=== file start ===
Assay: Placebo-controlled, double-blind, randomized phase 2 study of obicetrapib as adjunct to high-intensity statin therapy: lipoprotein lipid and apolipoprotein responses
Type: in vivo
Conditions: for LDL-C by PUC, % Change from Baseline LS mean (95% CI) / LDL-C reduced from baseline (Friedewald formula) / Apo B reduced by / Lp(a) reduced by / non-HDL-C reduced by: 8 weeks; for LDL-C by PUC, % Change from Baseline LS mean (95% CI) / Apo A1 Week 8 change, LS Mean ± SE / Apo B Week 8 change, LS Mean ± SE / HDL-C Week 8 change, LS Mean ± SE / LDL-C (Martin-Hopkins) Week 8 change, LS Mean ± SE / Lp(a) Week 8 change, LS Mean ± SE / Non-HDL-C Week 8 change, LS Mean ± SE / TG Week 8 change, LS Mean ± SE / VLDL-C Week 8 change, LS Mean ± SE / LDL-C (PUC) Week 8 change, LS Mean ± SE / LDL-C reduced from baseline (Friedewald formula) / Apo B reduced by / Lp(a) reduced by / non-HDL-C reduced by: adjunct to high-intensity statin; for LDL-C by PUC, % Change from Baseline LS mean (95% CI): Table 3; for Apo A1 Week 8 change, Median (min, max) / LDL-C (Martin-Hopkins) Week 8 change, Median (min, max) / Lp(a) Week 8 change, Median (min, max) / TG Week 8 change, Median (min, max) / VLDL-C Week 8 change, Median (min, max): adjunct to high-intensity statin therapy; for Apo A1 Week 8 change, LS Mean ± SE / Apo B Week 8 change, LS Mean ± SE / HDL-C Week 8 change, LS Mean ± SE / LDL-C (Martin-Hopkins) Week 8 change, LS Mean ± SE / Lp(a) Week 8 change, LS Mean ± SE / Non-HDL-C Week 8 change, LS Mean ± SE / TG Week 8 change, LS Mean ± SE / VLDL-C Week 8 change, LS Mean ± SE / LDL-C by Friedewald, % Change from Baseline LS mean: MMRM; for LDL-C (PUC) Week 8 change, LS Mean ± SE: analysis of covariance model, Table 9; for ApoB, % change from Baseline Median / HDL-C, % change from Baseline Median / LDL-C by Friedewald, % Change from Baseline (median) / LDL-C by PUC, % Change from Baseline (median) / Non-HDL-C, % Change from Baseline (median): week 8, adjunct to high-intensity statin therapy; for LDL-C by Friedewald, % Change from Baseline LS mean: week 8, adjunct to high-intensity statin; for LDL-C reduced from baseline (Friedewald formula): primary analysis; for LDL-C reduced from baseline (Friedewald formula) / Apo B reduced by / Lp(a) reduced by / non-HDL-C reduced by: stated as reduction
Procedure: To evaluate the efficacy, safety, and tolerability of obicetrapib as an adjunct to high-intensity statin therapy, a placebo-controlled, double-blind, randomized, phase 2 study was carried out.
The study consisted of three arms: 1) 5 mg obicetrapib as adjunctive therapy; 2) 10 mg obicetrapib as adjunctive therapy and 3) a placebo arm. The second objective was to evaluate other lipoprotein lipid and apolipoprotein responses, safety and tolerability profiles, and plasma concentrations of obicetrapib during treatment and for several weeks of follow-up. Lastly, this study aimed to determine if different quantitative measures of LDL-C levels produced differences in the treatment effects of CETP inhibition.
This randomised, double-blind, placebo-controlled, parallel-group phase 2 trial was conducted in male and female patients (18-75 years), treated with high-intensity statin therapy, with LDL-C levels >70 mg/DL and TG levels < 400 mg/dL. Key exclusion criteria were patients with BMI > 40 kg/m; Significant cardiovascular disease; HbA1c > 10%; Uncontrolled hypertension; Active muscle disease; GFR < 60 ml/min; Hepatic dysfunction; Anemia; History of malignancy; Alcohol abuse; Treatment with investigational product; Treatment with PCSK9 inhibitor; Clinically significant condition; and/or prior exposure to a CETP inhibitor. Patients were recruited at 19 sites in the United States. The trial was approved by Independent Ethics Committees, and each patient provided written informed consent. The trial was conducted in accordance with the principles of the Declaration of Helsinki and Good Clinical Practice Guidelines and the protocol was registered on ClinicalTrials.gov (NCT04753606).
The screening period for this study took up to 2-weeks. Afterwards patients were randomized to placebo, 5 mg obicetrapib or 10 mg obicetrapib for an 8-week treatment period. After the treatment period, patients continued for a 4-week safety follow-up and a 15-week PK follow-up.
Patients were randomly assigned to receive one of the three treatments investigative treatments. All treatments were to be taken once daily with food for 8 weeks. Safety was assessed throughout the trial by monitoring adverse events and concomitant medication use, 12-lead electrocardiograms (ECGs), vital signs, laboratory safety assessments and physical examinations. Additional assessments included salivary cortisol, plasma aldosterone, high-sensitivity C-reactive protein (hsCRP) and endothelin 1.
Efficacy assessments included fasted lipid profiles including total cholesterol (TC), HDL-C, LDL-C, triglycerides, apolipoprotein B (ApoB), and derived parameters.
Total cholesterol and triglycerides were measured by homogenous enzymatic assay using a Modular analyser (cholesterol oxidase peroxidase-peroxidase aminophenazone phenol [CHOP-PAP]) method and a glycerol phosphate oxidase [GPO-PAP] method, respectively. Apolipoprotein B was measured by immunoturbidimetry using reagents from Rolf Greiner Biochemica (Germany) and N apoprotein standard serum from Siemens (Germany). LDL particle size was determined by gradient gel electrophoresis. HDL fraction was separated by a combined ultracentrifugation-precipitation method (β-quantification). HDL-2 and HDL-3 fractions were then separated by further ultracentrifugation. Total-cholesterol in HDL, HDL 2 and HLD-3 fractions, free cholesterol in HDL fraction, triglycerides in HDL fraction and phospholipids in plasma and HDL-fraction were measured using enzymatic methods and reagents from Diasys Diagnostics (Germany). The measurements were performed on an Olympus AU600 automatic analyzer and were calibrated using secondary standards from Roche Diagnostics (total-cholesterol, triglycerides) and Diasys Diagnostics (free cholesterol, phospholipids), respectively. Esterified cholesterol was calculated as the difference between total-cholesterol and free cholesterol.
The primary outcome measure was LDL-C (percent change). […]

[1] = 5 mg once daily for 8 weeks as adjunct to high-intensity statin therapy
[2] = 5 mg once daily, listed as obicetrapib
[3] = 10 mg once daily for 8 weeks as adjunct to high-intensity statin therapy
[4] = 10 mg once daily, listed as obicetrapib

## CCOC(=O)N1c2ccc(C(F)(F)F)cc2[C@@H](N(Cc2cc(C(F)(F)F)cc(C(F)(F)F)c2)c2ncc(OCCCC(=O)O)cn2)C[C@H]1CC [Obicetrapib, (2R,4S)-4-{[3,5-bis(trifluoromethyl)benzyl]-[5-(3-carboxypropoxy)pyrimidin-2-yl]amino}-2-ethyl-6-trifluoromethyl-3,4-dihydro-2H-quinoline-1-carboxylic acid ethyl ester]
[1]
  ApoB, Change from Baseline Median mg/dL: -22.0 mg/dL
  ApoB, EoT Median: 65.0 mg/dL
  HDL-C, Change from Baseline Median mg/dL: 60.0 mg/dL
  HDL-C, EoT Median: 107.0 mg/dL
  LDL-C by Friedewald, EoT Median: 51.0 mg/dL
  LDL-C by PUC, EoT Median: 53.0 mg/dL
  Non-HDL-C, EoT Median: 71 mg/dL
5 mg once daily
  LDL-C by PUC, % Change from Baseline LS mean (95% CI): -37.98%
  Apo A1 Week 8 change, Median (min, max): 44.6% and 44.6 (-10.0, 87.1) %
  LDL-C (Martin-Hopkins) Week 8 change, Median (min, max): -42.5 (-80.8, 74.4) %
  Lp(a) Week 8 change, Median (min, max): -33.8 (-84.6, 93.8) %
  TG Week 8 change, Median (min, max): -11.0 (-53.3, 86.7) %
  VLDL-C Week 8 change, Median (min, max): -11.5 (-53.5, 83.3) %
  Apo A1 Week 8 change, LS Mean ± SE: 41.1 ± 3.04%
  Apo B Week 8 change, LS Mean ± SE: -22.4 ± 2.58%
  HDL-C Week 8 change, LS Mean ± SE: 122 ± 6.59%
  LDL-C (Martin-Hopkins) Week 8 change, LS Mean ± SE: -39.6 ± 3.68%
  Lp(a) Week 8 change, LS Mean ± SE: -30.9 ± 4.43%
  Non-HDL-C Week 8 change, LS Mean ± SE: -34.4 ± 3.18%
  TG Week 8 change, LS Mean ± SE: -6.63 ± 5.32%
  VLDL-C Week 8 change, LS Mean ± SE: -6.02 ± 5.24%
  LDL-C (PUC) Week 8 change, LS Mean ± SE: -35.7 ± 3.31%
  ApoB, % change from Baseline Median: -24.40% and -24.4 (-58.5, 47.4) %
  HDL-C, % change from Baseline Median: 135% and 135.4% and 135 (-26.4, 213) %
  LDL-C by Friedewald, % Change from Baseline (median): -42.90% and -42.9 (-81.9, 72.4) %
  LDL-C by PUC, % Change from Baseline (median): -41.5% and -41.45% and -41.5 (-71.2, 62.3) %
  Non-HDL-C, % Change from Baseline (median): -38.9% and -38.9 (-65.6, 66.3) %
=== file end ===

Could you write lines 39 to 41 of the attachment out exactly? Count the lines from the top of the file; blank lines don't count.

  VLDL-C Week 8 change, LS Mean ± SE: -6.02 ± 5.24%
  LDL-C (PUC) Week 8 change, LS Mean ± SE: -35.7 ± 3.31%
  ApoB, % change from Baseline Median: -24.40% and -24.4 (-58.5, 47.4) %